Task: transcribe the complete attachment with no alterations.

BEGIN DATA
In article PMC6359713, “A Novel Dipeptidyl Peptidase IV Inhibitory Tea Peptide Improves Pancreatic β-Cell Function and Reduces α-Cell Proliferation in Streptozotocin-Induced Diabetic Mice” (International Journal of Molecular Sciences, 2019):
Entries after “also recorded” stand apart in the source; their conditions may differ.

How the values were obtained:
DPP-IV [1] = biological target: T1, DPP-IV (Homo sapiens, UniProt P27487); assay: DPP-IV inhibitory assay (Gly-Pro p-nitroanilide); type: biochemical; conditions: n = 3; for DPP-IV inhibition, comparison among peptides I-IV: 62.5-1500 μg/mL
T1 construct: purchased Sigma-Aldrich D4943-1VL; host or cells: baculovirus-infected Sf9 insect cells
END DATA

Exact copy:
In article PMC6359713, “A Novel Dipeptidyl Peptidase IV Inhibitory Tea Peptide Improves Pancreatic β-Cell Function and Reduces α-Cell Proliferation in Streptozotocin-Induced Diabetic Mice” (International Journal of Molecular Sciences, 2019):
Entries after “also recorded” stand apart in the source; their conditions may differ.

How the values were obtained:
DPP-IV [1] = biological target: T1, DPP-IV (Homo sapiens, UniProt P27487); assay: DPP-IV inhibitory assay (Gly-Pro p-nitroanilide); type: biochemical; conditions: n = 3; for DPP-IV inhibition, comparison among peptides I-IV: 62.5-1500 μg/mL
T1 construct: purchased Sigma-Aldrich D4943-1VL; host or cells: baculovirus-infected Sf9 insect cells